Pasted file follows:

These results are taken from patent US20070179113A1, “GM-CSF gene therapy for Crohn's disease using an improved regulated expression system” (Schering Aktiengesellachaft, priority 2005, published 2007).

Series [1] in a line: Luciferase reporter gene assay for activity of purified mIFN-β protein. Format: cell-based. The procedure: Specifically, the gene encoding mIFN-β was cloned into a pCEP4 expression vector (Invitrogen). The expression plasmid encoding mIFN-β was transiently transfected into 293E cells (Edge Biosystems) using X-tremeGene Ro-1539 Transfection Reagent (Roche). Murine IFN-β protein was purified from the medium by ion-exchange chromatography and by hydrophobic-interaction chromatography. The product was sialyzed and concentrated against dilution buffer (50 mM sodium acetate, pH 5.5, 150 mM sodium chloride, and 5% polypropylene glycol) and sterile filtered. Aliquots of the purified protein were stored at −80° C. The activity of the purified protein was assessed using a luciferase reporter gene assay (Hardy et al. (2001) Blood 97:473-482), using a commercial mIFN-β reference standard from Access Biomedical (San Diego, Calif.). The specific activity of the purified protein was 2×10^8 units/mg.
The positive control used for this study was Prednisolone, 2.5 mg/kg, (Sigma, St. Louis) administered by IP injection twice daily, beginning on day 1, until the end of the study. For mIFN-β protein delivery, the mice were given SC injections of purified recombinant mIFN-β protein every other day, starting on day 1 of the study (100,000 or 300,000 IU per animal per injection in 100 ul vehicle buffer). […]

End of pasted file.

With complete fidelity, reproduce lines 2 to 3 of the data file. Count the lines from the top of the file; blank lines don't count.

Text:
Series [1] in a line: Luciferase reporter gene assay for activity of purified mIFN-β protein. Format: cell-based. The procedure: Specifically, the gene encoding mIFN-β was cloned into a pCEP4 expression vector (Invitrogen). The expression plasmid encoding mIFN-β was transiently transfected into 293E cells (Edge Biosystems) using X-tremeGene Ro-1539 Transfection Reagent (Roche). Murine IFN-β protein was purified from the medium by ion-exchange chromatography and by hydrophobic-interaction chromatography. The product was sialyzed and concentrated against dilution buffer (50 mM sodium acetate, pH 5.5, 150 mM sodium chloride, and 5% polypropylene glycol) and sterile filtered. Aliquots of the purified protein were stored at −80° C. The activity of the purified protein was assessed using a luciferase reporter gene assay (Hardy et al. (2001) Blood 97:473-482), using a commercial mIFN-β reference standard from Access Biomedical (San Diego, Calif.). The specific activity of the purified protein was 2×10^8 units/mg.
The positive control used for this study was Prednisolone, 2.5 mg/kg, (Sigma, St. Louis) administered by IP injection twice daily, beginning on day 1, until the end of the study. For mIFN-β protein delivery, the mice were given SC injections of purified recombinant mIFN-β protein every other day, starting on day 1 of the study (100,000 or 300,000 IU per animal per injection in 100 ul vehicle buffer). […]